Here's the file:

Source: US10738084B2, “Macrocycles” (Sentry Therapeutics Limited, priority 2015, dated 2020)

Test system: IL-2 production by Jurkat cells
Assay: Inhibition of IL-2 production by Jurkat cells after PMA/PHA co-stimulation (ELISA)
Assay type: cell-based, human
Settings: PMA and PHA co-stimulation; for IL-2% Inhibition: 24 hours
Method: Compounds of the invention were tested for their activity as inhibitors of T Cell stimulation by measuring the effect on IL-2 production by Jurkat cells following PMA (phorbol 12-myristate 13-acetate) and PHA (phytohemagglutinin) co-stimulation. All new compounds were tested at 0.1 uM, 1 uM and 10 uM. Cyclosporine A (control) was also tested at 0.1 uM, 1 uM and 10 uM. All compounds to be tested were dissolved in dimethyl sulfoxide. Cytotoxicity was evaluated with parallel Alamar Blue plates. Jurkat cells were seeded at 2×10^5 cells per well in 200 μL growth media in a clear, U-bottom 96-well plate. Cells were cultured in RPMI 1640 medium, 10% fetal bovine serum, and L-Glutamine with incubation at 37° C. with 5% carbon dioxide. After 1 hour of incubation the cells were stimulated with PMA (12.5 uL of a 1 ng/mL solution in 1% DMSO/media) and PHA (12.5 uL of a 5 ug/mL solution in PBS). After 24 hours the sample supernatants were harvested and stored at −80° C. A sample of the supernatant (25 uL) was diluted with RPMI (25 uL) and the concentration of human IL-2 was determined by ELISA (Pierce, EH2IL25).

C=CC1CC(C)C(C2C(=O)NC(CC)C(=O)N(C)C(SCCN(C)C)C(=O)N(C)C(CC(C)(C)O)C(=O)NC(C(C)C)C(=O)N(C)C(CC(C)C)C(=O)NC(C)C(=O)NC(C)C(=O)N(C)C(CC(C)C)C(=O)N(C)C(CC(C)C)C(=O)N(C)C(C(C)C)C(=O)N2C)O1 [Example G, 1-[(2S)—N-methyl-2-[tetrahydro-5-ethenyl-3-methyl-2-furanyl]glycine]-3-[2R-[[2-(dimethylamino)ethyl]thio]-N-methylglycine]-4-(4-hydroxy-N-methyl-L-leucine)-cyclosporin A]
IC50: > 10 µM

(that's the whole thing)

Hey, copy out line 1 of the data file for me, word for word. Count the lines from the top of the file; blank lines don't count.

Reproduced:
Source: US10738084B2, “Macrocycles” (Sentry Therapeutics Limited, priority 2015, dated 2020)